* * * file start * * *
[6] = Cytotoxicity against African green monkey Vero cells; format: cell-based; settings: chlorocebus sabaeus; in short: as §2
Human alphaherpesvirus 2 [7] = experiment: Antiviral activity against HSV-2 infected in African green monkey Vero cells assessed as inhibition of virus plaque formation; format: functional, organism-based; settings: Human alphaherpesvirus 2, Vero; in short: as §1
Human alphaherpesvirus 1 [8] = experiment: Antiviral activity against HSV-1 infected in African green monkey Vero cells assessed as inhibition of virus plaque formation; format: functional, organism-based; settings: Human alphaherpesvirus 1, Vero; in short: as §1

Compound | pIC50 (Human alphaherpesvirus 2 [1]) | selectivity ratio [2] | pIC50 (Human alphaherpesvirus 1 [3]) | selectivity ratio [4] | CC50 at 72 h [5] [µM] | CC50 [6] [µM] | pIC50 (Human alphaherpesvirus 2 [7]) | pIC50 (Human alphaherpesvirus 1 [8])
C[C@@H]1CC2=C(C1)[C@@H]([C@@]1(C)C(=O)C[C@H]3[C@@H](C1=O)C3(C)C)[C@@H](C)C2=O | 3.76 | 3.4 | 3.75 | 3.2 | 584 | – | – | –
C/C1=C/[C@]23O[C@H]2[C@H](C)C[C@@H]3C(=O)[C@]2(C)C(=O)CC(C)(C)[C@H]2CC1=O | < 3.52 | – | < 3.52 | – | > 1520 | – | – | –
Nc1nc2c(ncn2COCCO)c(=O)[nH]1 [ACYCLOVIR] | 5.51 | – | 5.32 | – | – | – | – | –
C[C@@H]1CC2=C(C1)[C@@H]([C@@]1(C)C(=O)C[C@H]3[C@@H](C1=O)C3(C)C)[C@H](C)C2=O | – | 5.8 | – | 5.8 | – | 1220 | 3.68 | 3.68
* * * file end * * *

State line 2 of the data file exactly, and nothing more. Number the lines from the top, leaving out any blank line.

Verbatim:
Human alphaherpesvirus 2 [7] = experiment: Antiviral activity against HSV-2 infected in African green monkey Vero cells assessed as inhibition of virus plaque formation; format: functional, organism-based; settings: Human alphaherpesvirus 2, Vero; in short: as §1